2. Claim Your Feed
The first thing you’ll want to do is claim your feed from your WordPress blog. To do this, all you have to do is copy and paste your RSS Feed URL directly here:
Since you’re using WordPress your feed address will most likely be the following:
Just make sure to add the /feed to your blog URL! That’s it. Hit “Next”!
3. Give it a Title, Feed URL
Three things to note here, the first being that you’re going to want to give it a short title – don’t overdo it as it’ll look really funky in RSS Readers. Also you’ll want to make the “Feed Address” in all lower-case since some readers, for some strange reason, can’t interpret caps. As such, just make it lowercase. Finally, make sure your Feed Address is also as short as possible.
- Feed Title – Make it short and sweet.
- Feed Address – Make it short (and sweet too).
- Feed Address – Make it all lowercase.
4. Get Those Stats
The next screen you’ll see is above but you’ll want to make sure to hit “Next” and get some more stats:
Make sure you click those three checkboxes to tell your system to track ‘Clickthroughs,’ ‘Item Enclosures,’ and the additional Feedburner stats that are available. Even if you don’t have a Podcast right now you may have one later so just check those boxes now and you’ll be fine.
Click “Next” and you’ll be thrown into your Dashboard:
Now the real work begins as you’ll spend some time here optimizing your Feedburner System.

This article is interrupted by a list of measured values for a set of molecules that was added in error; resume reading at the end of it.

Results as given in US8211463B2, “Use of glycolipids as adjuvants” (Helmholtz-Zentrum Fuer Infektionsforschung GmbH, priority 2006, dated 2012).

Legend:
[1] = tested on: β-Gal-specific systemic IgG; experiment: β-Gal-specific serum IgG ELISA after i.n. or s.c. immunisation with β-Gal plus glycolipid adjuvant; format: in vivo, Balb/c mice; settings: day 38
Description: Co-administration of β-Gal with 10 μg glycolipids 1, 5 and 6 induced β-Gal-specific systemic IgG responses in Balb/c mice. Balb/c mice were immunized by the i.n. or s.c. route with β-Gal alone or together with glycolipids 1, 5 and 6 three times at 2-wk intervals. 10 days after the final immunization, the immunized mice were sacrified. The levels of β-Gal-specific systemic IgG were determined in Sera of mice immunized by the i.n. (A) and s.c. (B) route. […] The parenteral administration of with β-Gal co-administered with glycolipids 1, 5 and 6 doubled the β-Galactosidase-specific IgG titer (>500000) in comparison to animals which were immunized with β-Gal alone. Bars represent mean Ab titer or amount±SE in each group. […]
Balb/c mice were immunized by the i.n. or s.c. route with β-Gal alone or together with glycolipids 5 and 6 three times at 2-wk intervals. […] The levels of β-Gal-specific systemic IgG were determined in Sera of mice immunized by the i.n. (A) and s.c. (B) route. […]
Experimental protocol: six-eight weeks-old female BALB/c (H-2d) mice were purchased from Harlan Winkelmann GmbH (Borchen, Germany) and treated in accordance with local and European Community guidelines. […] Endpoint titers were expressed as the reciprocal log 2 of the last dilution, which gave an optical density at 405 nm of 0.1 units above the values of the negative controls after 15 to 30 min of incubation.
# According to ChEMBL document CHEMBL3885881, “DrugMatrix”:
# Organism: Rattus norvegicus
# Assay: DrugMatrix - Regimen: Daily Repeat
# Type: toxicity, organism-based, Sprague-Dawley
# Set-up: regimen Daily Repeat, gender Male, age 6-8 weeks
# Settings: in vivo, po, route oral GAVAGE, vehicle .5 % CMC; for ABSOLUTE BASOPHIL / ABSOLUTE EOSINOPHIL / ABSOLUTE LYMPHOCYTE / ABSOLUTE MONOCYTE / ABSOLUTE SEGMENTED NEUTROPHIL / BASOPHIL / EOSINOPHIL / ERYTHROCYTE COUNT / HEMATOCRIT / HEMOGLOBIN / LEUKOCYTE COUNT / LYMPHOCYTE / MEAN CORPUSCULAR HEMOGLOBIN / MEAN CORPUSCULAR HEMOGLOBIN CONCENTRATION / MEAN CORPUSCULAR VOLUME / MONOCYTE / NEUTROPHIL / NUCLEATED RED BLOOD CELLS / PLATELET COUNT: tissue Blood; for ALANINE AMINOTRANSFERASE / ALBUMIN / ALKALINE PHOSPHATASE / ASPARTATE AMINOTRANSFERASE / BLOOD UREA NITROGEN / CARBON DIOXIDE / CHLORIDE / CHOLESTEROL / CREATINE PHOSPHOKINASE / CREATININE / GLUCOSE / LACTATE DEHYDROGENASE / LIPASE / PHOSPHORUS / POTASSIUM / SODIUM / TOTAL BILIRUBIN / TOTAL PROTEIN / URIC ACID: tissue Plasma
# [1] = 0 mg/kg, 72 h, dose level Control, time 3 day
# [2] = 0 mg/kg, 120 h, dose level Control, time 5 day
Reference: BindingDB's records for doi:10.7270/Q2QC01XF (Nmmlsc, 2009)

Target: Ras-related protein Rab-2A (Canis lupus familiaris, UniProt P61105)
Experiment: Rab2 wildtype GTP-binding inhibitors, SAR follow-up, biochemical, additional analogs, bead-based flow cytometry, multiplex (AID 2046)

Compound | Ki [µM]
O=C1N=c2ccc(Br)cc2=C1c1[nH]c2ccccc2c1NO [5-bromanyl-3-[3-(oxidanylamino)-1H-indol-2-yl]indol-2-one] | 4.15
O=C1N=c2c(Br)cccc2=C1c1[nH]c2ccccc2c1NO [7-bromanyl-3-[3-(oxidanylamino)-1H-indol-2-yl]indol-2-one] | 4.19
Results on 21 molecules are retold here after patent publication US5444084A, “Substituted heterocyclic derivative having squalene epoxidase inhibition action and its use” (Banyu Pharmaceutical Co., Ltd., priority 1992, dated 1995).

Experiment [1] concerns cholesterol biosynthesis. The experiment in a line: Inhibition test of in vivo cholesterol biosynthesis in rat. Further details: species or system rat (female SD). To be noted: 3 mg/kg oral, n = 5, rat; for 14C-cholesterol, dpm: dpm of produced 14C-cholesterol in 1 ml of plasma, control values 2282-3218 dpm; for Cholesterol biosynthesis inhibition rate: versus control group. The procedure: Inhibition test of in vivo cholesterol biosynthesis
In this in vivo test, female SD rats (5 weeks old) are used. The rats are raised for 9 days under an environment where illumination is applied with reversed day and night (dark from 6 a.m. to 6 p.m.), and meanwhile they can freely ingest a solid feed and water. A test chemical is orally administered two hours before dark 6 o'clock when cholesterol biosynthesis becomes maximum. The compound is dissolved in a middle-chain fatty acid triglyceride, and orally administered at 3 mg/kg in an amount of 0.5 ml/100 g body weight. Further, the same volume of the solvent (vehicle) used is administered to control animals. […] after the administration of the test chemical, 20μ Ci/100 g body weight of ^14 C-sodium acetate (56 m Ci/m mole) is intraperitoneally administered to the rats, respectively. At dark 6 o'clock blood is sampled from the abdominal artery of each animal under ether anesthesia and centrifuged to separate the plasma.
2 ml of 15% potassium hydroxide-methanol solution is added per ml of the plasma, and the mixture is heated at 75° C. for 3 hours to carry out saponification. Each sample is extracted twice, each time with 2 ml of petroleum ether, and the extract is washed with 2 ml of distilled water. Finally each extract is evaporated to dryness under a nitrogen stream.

Optimizing Your Feed in Feedburner:
The next portion I’m going to walk you through optimizing your feed through Feedburner’s “Optimize” tab. I’ll share with you my actual settings for this blog, TentBlogger, and all of the other blogs that I run and manage!
Here we go:
1. Browser Friendly
As you can see I’ve activated Browser Friendly with the following settings.
One of the neat things here is that I’ve enabled a “Personal Message” that is completely optional but you might as well do to provide that unique touch of a personal message to your faithful readers.
It eventually looks like this via the feed:
Give it that personal touch!
2. Enable Smart Feed
This section is easy: Just enable the service! It’s pretty self-explanatory so you can read it for yourself.
FeedFlare is an interesting option that I’ve had very mixed results. To spare you a long-winded explanation I’ll just say that it’s worth it enough to turn it on for the few times that people click through it and I’ve seen a better return on its use when you minimize the choices that you give your audience (or it looks like a wild mess).